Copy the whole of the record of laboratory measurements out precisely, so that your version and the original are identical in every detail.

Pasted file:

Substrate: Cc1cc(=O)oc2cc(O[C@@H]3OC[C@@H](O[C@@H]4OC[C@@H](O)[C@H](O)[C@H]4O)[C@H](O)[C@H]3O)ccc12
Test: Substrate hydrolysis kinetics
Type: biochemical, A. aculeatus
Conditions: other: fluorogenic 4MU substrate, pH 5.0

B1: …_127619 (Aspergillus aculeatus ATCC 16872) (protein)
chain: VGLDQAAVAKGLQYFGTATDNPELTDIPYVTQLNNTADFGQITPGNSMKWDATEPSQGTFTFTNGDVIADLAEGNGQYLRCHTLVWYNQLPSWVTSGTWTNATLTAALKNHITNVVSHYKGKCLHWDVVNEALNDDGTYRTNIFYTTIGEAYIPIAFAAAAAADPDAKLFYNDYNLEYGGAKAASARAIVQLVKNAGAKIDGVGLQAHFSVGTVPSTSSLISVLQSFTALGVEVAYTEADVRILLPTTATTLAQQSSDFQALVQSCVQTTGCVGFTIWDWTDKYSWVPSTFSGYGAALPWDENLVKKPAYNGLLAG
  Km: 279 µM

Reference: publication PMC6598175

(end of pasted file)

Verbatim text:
Substrate: Cc1cc(=O)oc2cc(O[C@@H]3OC[C@@H](O[C@@H]4OC[C@@H](O)[C@H](O)[C@H]4O)[C@H](O)[C@H]3O)ccc12
Test: Substrate hydrolysis kinetics
Type: biochemical, A. aculeatus
Conditions: other: fluorogenic 4MU substrate, pH 5.0

B1: …_127619 (Aspergillus aculeatus ATCC 16872) (protein)
chain: VGLDQAAVAKGLQYFGTATDNPELTDIPYVTQLNNTADFGQITPGNSMKWDATEPSQGTFTFTNGDVIADLAEGNGQYLRCHTLVWYNQLPSWVTSGTWTNATLTAALKNHITNVVSHYKGKCLHWDVVNEALNDDGTYRTNIFYTTIGEAYIPIAFAAAAAADPDAKLFYNDYNLEYGGAKAASARAIVQLVKNAGAKIDGVGLQAHFSVGTVPSTSSLISVLQSFTALGVEVAYTEADVRILLPTTATTLAQQSSDFQALVQSCVQTTGCVGFTIWDWTDKYSWVPSTFSGYGAALPWDENLVKKPAYNGLLAG
  Km: 279 µM

Reference: publication PMC6598175